DanaDANA LIN is now living her dreams as a writer and speaker, and has just joined her meditation coach (who isn’t really a young college kid after all) at ZenLifeServices.com to create stress-reduction programs in the workforce. You can read more on her website CrazyZenMom.com

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03 Oct

FILOSOPHY: Working moms, sick babies & pre-mixed cookies.

There’s so much to write in this post, I don’t even know where to start. So I’ll start at the beginning:

I’M NOW A REGULAR PERSONALITY ON HALLMARK CHANNEL’S EMMY-NOMINATED “HOME AND FAMILY” MORNING SHOW!

To say that I’m elated is a massive understatement. The new season just launched this week and I’ve been waaaaiiiiiiittttting for it since last March! Like a toddler decked out in a Snow White dress on her birthday. I’ve been sooooooo excited. I wished for it all summer. It happened.

Snow White had a phonecall.

Snow White had a phonecall.

But with good and wonderful things always comes balance. I even scoff at the word: BALANCE. Many a mom I know will tell you there’s no such thing. There’s juggling. There’s dodging. There’s coordinating. There are lots of deep breaths. Sometimes, you can’t think… you just have to GO. This weekend – the weekend before my very first day at this current dream-come-true job of mine – I had to just GO. So I did. (Now that I think about it, these things seem to happen to me late September.)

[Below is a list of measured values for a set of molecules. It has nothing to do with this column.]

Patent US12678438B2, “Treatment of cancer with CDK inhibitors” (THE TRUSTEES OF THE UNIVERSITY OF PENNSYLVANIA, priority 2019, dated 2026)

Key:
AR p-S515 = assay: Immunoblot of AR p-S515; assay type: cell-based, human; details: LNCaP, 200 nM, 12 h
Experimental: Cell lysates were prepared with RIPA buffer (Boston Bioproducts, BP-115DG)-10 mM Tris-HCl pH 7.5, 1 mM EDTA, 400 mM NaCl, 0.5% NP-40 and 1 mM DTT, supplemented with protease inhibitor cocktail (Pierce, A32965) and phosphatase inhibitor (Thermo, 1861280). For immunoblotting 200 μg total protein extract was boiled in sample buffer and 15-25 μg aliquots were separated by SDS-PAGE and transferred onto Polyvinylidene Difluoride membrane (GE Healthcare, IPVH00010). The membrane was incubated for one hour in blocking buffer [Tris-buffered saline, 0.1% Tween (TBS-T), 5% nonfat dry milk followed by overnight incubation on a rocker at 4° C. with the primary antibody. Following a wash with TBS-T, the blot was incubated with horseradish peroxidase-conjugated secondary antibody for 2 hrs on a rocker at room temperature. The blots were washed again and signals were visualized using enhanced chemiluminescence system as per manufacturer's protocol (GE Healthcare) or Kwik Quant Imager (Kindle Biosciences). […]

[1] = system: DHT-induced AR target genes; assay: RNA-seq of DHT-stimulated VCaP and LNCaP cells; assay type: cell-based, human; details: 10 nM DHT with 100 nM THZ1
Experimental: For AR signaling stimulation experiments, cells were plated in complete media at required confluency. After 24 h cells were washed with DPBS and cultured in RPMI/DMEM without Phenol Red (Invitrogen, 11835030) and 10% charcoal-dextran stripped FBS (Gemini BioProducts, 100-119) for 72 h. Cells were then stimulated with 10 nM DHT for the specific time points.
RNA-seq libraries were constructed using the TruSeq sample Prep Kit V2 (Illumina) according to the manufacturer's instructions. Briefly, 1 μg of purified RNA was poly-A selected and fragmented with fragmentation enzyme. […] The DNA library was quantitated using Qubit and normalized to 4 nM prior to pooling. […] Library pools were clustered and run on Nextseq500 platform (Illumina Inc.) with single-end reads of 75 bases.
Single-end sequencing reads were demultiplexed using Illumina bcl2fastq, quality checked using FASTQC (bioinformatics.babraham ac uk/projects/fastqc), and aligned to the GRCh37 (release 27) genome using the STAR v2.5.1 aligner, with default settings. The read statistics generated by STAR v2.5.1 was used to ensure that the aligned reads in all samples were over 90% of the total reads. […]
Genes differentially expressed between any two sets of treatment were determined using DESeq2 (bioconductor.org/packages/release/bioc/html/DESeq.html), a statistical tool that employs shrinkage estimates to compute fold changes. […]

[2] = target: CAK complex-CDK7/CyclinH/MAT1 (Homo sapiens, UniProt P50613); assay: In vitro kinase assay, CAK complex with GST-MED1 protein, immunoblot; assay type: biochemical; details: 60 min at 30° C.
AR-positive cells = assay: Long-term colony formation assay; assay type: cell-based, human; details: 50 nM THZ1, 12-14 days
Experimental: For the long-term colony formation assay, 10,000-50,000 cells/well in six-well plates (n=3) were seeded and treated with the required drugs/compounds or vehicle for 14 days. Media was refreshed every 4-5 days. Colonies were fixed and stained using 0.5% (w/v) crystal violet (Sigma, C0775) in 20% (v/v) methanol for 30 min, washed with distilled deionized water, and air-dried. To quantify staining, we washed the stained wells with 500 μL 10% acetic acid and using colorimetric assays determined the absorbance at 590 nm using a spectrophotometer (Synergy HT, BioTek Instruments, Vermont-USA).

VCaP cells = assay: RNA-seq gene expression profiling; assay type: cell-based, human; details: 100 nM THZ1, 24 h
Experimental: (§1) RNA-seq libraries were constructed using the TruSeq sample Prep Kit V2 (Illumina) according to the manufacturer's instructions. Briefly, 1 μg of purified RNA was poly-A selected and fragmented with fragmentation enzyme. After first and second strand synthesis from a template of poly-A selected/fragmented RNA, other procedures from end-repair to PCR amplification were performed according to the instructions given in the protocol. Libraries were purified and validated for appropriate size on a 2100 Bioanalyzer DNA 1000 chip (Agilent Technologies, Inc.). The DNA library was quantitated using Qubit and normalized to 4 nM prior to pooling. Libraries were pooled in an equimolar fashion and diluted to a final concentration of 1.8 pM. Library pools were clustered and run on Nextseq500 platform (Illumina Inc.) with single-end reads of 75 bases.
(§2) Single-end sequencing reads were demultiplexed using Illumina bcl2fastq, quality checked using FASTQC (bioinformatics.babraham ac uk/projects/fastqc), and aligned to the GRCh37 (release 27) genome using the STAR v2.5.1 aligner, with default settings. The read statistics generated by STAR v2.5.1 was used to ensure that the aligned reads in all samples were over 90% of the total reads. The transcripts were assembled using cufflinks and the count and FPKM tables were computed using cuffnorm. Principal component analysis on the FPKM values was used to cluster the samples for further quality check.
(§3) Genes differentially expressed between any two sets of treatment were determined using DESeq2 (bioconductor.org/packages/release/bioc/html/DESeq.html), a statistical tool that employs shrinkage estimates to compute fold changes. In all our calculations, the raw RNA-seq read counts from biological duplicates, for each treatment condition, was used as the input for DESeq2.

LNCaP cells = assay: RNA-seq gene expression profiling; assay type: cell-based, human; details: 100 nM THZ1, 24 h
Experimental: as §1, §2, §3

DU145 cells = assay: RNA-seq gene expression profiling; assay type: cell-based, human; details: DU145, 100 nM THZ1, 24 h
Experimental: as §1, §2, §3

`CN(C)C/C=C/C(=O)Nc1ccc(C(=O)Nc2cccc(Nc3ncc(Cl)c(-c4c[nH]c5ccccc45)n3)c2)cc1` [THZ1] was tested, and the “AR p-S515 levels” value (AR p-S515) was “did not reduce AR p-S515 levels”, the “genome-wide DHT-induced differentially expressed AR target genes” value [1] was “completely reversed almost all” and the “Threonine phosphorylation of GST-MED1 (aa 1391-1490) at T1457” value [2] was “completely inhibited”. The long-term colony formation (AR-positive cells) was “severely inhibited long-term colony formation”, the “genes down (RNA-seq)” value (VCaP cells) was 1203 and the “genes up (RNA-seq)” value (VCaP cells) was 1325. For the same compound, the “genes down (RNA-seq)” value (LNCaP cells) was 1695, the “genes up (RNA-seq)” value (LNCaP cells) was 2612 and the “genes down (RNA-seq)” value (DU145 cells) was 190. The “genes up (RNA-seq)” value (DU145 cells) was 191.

In a nutshell: It was my LadyP’s birthday. The big family royal court party was planned for the weekend (more on that in another post). I had swords, crowns and big plans involving big yellow-and-blue dresses (yes, Snow White to be exact). Meanwhile, my 18-month old LilMiss got a freak fever of 104 Friday afternoon. I noticed she was acting weird as I pushed them around in the humongous cart at Costco. That night, I cancelled my plans to stay home and cold-compress, administer Tylenol and ultimately cry with her as she was more miserable than I’d ever seen her. I let the older sister (soon-to-be birthday girl) watch marathons of Tinkerbell to keep her occupied. Keep going, I thought. (It’s what moms do.) After whipping up a quick batch of sort-of-homemade hot-pink frosty cookies (despite my Home and Family assignment to make HOMEMADE cookies for National Cookie Day… if you watched this Tuesday’s show you know what I’m talking about) and one Saturday night trip to the ER to make sure my LilMiss didn’t have some spontaneous disease (now with a temperature of 105), one cancelled toddler birthday party (thanks to the 105 temp) and a plate of hot-pink frosty cookies that just looked like a hot mess to me, I realized: I was officially in the Working Mothers Club. I’d spent the last few years willing and working towards this to happen, and it did. Finally. And, like I’ve said, with all good and wonderful things comes challenge. It’s part of the game. It’s part of life. Just keep going, I thought. (This is what they invented coffee for, right?)

I finally gave myself some therapy at 3am Monday morning (Sunday night, the night before my first day on set) when both my girls woke up in the middle of the night and I caught myself slipping into what all working-moms experience: Near-Burnout. (On account of the totally-planned-then-cancelled party, the fever-and-accompanying-screaming, the cookie-planning and show-prep… and technically I hadn’t even begun working yet.)

Unedited & unfabulous: What I look like at 3am. (Yes, she had fruit because she asked and I didn't feel like dealing with it.)

Unedited & unfabulous: What I look like at 3am. (Yes, she had fruit because she asked and I didn’t feel like dealing with it.)